Climate change—SDG 13—presents a serious challenge for the LDCs because natural disasters, both sudden and insidious, can overturn years of economic development. Both aid and trade are important because of the need to prevent these disasters through aid and subsidised input, sometimes through large-scale infrastructure and the control of carbon emissions, and targeted action at the micro level. This subject, including the need to implement the Paris agreement, is under urgent discussion in Bonn at the moment.

A question arises about the Sahel and Francophone Africa. Are we saying goodbye to countries such as Mali and Niger, currently an aid and security concern of ours through the EU, simply by pursuing Brexit?

The Commonwealth is, I am glad to say, gaining a higher profile because of the CHOGM in London next April. The Commonwealth is increasingly being mentioned as an alternative for Brexit, a vision of the wider world we need to embrace, but I am not sure that this vision goes very far when you look at the data. The Financial Times recently pointed out that the EU and the Commonwealth are not comparable if you consider the supply chain, for example, in the car-making, aerospace and machinery industries, where the UK is embedded in the EU network. Even countries such as Canada and Australia cannot make up for the components currently being supplied to industries in the UK at competitive prices. Brexit requires radical changes and some of these will impact on all the UK’s present trading partners, including those in the Commonwealth that may enjoy preferences. I look forward to the Minister’s assessment.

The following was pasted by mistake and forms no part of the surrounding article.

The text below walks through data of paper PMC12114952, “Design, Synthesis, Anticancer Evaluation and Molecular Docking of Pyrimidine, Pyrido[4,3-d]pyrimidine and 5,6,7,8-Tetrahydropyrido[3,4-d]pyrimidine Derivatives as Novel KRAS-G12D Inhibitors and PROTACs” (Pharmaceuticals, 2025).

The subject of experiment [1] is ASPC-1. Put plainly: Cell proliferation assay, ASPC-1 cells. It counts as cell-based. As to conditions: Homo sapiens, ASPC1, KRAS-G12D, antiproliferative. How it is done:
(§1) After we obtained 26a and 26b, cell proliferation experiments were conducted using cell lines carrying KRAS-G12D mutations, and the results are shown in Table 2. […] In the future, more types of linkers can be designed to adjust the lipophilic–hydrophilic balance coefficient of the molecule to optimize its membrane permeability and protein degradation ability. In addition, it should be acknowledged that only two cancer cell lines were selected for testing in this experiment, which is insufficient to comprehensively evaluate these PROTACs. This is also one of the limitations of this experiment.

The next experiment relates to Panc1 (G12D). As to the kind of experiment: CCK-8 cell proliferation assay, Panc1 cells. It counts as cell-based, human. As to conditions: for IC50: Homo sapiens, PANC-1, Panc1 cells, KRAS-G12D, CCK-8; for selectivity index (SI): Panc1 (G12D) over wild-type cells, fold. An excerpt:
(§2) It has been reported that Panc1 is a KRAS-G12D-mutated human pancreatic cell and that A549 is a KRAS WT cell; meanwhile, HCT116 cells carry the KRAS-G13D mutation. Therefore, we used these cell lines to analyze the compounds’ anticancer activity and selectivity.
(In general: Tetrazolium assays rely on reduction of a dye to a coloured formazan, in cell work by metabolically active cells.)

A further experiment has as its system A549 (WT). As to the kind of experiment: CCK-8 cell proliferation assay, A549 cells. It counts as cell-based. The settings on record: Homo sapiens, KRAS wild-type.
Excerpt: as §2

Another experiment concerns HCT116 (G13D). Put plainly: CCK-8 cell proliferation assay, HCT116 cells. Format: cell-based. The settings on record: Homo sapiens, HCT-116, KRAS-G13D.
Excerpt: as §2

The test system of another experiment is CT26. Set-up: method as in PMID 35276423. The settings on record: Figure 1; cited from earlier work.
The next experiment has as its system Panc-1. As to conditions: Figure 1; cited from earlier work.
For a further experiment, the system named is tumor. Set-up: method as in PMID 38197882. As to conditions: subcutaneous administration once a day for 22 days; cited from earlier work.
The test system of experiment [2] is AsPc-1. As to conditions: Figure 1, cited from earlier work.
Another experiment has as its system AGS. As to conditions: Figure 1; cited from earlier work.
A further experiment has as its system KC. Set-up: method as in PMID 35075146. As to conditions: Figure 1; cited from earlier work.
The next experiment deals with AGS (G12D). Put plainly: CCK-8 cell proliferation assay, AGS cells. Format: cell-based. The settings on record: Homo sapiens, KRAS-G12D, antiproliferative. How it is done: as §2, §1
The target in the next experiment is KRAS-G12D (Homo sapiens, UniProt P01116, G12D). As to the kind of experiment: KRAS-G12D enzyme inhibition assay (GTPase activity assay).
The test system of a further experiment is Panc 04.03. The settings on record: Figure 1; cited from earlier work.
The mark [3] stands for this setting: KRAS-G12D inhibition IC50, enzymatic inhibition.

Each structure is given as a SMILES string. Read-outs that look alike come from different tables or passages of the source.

In closing, I would briefly like to mention two good friends we have lost who made huge contributions to international development—Lord Joffe, who was well known to this House, a former chair of Oxfam and a hero of South Africa, whose memorial service took place yesterday, and Andrew Hutchinson, head of education at Save the Children, another person of great integrity and moral purpose, who died last week and whose funeral is taking place at this moment in Southwark Cathedral. They will be missed by many.

My Lords, I thank the noble Earl for tabling this important debate. I endorse practically every word he said. I shall refer briefly to the EU work in the Sahel. It is no good leaving that critical work uninfluenced by British foreign policy. This issue is not often debated in this House or another place and I hope that DfID will look with great care at what we can do to continue to support the work that the EU is currently doing in the Sahel.

I declare my interests as listed in the Register of Lords Interests. As colleagues know, I continue to be involved in matters in Africa—more so on the finance, trade and business side than on development. I too have always believed that the best way to help African countries, and indeed those LDCs in the rest of the world, is to help them into business, production and employment rather than give them handouts. I of course support the work that goes on in health, education and many other areas, but I believe it is critical to include the work on economic development. That is why I was glad to read the previous Secretary of State’s commitment on 24 June this year to help the world’s poorest by securing existing duty-free access to UK markets, as well as providing new opportunities to increase trade links. This will apply to the 48 countries that continue to benefit from duty-free exports to the UK on all goods, other than arms and ammunition.